How to treat vaginitisEver experienced vaginal itching or irritation, or abnormal discharge? Approximately 3 out of every 4 women will suffer from vaginitis at least once in their lives. There are a host of factors that can trigger this inflammation, and the treatment depends on the cause.
What is vaginitis?Vaginitis is an inflammation of the mucous membrane that lines the vagina. It can also be associated with vulvitis (inflammation of the vulva). Symptoms vary depending on the cause
What causes vaginitis?
This article deals only with vaginitis caused by an infectious agent. Other non-infectious causes, including menopause or the use of irritant products, can also lead to vaginitis
Yeast infection (vaginal candidiasis)
Vaginal yeast infections are caused by an imbalance in the vaginal flora and a change in the vagina's pH level. When this happens, fungi usually present in the vagina (Candida albicans in 90% of cases) can multiply and cause infection.
Symptoms of vaginal yeast infections typically include a thick, white or yellowish discharge, accompanied by often severe itching or irritation.
A vaginal yeast infection is not the same as a urinary tract infection.
As the name suggests, bacterial vaginosis (or BV) is caused by bacteria that take advantage of an imbalance in the vaginal flora to multiply more than usual, causing an infection. These bacteria are naturally present in the vagina, and BV is not a sexually transmitted infection (STI).
Bacterial vaginosis causes a whitish-grey, foul-smelling discharge (often described as a fishy odour), and can sometimes be accompanied by mild itchiness.
Trichomoniasis (also referred to as parasitic vaginitis)
Trichomoniasis, or trich, is a sexually transmitted infection but, contrary to other STIs, it is easily treatable.
It is caused by a microscopic parasite found beneath the foreskin of the penis or in vaginal discharge. Symptoms usually appear anywhere between 5 and 28 days after unprotected sexual intercourse.
Foul-smelling, yellowish or green frothy discharge is common with this type of vaginitis, as is itching.
Several factors can increase the risk of vaginal yeast infections by altering the vagina’s natural balance:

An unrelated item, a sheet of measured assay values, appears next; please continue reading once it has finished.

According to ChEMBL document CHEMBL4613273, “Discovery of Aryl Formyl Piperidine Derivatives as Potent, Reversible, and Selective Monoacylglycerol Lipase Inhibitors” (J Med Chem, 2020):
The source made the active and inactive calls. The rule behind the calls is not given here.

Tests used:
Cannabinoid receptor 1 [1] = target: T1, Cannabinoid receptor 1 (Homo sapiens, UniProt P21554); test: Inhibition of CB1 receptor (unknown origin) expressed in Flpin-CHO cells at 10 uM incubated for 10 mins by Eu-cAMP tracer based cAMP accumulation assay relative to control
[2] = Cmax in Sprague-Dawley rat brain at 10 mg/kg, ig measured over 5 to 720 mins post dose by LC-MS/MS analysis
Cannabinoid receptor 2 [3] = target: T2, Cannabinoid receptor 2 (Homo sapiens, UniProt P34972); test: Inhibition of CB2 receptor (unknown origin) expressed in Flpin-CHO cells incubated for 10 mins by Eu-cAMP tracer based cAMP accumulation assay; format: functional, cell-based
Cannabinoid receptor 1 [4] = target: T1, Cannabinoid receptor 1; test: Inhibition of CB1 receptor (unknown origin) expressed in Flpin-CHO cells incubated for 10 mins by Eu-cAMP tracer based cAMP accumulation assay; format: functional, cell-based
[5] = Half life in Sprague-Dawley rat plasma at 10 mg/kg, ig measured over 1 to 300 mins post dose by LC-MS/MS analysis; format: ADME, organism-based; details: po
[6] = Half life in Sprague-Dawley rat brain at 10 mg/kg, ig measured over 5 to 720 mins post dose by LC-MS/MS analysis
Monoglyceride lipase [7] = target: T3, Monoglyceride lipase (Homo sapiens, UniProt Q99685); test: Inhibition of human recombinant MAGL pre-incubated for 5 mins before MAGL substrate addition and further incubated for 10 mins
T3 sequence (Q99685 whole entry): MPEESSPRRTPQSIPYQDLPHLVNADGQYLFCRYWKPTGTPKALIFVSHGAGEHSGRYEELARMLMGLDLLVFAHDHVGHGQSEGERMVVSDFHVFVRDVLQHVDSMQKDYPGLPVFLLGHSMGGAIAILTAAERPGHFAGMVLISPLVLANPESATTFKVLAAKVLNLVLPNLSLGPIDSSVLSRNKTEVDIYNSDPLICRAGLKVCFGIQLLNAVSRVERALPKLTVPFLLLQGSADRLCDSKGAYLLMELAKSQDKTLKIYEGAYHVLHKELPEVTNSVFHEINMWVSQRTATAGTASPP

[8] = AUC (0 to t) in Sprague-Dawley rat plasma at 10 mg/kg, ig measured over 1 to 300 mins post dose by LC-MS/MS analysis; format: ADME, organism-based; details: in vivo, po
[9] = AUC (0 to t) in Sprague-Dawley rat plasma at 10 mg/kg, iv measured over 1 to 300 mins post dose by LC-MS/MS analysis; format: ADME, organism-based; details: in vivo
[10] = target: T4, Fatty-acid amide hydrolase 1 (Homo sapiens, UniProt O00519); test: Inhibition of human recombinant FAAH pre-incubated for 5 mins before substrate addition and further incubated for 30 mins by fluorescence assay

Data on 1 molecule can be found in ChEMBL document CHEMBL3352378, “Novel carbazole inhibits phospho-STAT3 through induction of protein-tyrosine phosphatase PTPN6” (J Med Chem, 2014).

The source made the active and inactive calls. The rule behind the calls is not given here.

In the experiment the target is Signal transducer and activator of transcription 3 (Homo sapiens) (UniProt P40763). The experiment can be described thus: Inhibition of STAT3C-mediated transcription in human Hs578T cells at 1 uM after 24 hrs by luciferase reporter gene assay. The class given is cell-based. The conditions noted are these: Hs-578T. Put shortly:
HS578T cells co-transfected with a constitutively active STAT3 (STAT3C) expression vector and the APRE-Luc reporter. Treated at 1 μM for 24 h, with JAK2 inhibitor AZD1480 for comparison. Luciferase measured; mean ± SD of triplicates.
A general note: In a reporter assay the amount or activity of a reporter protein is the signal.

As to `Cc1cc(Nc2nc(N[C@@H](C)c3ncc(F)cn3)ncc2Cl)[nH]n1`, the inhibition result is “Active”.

- Hormonal changes related to pregnancy, menstruation, or contraceptives
- Age (women in their thirties and forties are especially prone)
- Sexual activity
- Poorly controlled diabetes
- Strong emotions
- Sportswear that causes chafing or traps moisture in the genital area (cycling shorts, swimsuits)
How to treat vaginitis
Vaginal yeast infections can be treated with over-the-counter (OTC) antifungal medications. These include vaginal tablets and suppositories (or ovules), creams, and single-dose oral tablets. If you opt for cream or suppositories, take them at bedtime for 1 to 7 consecutive days and continue use during your period. Panty liners are recommended throughout the course of treatment.
If symptoms persist even after taking OTC medications, you should see a doctor.
Sexual partners generally don’t need treatment, as yeast infections are rarely transmitted to men. However, if your partner experiences redness and itching around the head of his penis, he can apply an antifungal cream twice a day for 7 days.
Bacterial vaginosis and trichomoniasis
Bacterial vaginosis and trichomoniasis both require a medical examination, as these conditions are treated with antibiotics that can only be acquired with a doctor's prescription.
In the case of trichomoniasis, it is important that sexual partners also be treated, even if they do not have any symptoms.
When should you see a doctor for vaginitis?
It is recommended you see a doctor to get a diagnosis if this is the first time you have experienced abnormal vaginal discharge.
Vaginal discharge that is foul smelling or that is accompanied by the symptoms of bacterial vaginosis or trichomoniasis described above always requires a medical consultation, in order to obtain the appropriate prescription-only treatment.
In the case of a vaginal yeast infection, it is important to consult a doctor in the following cases:
- You are a girl who is under the age of 12 or prepubescent.
- You are pregnant.
- You are diabetic.
- You have bleeding.
- This is your second infection in less than two months or you have had four or more infections in the past 12 months.
- You have a fever, abdominal pain, or an increased urge to urinate.
How to prevent vaginitis?
To reduce the risk of vaginitis, avoid anything that may irritate the vagina or that can promote the growth of fungi and the spread of bacteria:
- Scented hygiene products
- Tight clothing
- Vaginal douches
- Oils, strong soaps, perfumes
- Underwear made from synthetic fabrics
To reduce the risk of trichomoniasis, always practice safe sex.
The information contained herein is provided for informational purposes only and is not intended to provide complete information on the subject matter or to replace the advice of a health professional. This information does not constitute medical consultation, diagnosis or opinion and should not be interpreted as such. Please consult your health care provider if you have any questions about your health, medications or treatment.